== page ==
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Want to Be More Productive? Work Less!

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There are many people (myself included for a long time) that will work more and more when they have more stress. Whether it’s a deadline or simply too much work on your hands, you just start working longer, open your laptop when at home just to finish that one feature, skip lunch or ignore your RSI-breaks. While this may sometimes work, in the long run, this will only make you less productive.

Less productive?

Yes. In the long run you will be less productive for several reasons:

  • You get tired very easily because of lack of rest
  • You get really stressed
  • Your real life will suffer, adding more stress
  • Your constant focus on work will narrow your vision, making it harder to solve problems because of tunnel vision
  • If you suffer from RSI or related arm/wrist-problems, they will get worse

I’m pretty sure there are more reasons than just these, but these are some reasons I’ve found. I notice that if I work too long and focus too much I easily get one or several of the above problems.

Take back that productivity

Becoming less productive may introduce a vicious circle: You get more stressed because you are less productive, you get less work done, that causes more stress, etc, etc. So make sure you take back that productivity or, preferably, prevent losing your productivity. Here’s a few things you can do:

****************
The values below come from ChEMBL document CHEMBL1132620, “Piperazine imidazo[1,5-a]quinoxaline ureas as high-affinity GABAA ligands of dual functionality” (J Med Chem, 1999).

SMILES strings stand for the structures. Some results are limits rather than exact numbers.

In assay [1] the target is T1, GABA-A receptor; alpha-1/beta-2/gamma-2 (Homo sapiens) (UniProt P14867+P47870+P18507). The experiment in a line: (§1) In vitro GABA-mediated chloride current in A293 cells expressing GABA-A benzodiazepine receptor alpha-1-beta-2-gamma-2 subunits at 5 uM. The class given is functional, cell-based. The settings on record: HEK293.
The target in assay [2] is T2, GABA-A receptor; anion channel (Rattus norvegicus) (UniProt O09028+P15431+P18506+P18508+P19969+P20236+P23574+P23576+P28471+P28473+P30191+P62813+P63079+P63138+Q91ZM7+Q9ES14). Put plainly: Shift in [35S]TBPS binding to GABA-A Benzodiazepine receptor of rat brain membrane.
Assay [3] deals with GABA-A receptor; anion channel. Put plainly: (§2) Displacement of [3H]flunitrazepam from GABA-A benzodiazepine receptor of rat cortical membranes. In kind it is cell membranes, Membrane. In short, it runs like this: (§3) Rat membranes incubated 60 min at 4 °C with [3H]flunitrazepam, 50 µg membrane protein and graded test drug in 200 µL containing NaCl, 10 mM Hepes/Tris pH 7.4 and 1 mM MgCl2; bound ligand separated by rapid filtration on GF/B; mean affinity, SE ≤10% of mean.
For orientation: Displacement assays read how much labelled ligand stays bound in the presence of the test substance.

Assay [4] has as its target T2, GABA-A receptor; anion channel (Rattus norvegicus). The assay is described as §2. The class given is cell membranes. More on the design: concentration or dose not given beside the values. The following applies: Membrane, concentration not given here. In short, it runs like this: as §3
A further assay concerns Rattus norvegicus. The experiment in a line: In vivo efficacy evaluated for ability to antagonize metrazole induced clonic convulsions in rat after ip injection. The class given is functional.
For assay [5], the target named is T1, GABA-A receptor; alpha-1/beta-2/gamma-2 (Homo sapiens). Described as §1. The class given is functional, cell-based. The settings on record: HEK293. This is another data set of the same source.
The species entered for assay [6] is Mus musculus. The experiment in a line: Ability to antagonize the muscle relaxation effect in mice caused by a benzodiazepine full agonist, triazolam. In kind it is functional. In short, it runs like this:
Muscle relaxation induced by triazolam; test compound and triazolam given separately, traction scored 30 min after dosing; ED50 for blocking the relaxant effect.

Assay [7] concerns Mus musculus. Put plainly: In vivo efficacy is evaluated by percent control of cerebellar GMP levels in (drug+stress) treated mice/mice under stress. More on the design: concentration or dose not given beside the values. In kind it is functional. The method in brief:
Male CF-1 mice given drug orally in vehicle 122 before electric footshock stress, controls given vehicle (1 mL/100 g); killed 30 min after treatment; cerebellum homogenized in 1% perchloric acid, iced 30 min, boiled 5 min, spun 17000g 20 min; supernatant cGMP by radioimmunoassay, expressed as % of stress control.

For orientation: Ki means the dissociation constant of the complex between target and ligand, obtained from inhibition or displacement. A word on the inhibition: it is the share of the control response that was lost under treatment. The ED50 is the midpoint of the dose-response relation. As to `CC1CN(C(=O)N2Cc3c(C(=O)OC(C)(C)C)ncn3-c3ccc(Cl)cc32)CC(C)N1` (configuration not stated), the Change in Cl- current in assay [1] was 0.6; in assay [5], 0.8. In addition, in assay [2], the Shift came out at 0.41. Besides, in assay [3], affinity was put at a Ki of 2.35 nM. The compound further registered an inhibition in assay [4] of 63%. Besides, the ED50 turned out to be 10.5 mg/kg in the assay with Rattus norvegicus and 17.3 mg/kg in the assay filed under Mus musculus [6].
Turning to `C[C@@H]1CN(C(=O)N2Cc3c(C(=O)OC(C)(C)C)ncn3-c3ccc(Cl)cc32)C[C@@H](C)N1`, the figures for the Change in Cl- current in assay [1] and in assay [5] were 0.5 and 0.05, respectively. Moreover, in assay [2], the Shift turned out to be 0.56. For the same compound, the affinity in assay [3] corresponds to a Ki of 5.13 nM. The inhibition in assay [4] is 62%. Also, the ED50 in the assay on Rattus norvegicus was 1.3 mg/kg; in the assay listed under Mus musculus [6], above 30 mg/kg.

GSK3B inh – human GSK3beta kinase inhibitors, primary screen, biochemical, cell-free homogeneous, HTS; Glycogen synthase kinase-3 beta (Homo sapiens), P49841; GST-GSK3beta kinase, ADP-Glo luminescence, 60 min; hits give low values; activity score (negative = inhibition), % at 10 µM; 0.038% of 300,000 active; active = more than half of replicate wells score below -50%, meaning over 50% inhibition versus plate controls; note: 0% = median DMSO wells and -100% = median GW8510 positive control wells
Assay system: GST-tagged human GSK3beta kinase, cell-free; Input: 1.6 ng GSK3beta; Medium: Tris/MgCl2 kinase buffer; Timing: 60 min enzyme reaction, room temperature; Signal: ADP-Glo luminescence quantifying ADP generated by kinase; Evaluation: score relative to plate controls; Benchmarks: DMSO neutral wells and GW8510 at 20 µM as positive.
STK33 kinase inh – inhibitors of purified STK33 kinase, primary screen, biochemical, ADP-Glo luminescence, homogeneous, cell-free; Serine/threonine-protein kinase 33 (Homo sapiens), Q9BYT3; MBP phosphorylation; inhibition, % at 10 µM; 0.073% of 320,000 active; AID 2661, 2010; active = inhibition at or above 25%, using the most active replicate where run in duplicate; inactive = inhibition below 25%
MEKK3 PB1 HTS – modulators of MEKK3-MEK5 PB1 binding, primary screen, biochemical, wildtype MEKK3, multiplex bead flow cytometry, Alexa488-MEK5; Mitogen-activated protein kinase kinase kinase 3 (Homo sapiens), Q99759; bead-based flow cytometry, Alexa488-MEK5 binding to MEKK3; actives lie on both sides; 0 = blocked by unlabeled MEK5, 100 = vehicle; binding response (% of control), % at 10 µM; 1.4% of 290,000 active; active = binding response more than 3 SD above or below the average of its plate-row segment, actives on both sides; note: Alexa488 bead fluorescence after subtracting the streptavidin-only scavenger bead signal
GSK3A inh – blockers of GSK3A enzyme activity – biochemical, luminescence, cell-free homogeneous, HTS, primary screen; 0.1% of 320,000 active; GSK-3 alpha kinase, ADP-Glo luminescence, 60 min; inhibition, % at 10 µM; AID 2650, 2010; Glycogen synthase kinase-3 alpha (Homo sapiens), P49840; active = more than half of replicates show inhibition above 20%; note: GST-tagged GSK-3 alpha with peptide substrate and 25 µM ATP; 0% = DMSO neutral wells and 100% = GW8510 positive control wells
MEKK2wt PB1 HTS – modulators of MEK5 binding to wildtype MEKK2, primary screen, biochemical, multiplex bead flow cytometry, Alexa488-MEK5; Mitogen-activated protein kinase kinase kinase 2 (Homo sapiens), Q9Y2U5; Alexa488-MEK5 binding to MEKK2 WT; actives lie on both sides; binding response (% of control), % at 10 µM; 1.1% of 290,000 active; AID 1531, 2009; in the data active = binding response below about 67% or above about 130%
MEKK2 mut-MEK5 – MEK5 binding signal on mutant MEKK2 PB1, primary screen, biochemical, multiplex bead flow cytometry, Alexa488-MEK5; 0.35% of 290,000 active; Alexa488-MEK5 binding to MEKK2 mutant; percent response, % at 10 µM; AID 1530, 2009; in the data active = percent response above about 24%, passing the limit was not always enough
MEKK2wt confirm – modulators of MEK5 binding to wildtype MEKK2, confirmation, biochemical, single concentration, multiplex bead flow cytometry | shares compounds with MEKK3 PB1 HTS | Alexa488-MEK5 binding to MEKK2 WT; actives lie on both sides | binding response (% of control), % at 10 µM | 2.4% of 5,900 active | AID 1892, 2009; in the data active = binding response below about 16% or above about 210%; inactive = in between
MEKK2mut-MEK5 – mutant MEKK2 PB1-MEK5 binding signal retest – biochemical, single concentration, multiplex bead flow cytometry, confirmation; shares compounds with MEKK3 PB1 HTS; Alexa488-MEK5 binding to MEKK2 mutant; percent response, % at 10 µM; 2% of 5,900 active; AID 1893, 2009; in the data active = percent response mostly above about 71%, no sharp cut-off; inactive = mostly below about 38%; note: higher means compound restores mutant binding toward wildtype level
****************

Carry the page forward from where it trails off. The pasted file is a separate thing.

Take breaks

When trying to solve a problem, take a break when you get stuck. I know this is a commonly known solution, but some people still need to hear this. Taking a break and doing something completely different (at my current client, that’s fussbal) helps clear your mind so you can look at things with a fresh perspective when you get back. Even just going for coffee or taking a toilet break can already help.

Even when you’re not stuck on a problem, try to take regular breaks. Consider the Pomodoro technique, which gives you short bursts of productivity with regular short breaks in between. Doing this will prevent you from even getting stuck on a problem in the first place. There’s several apps for computers, tablets and mobile devices that serve as a timer for pomodoro. And even you don’t strictly adhere to the pomodoro technique, just taking regular breaks will help you.

Take regular days off

Short breaks may help during your workday, but every once in a while, you need to recharge your internal battery. Taking a day off every once in a while is a great idea! In most countries, you should have enough vacation days to, just once in a while, be able to take a day off.

Leave your house

Taking a day off is a good idea, but when you do, it might also be a good idea to get out of your normal environment. Leave your house. Go on a long bike ride, visit a themepark, just break out of that normal environment. Sometimes, home may remind you of the stressful period you are in at work and that doesn’t help you unwind. Leaving the house and going somewhere else may just be what you need in this case.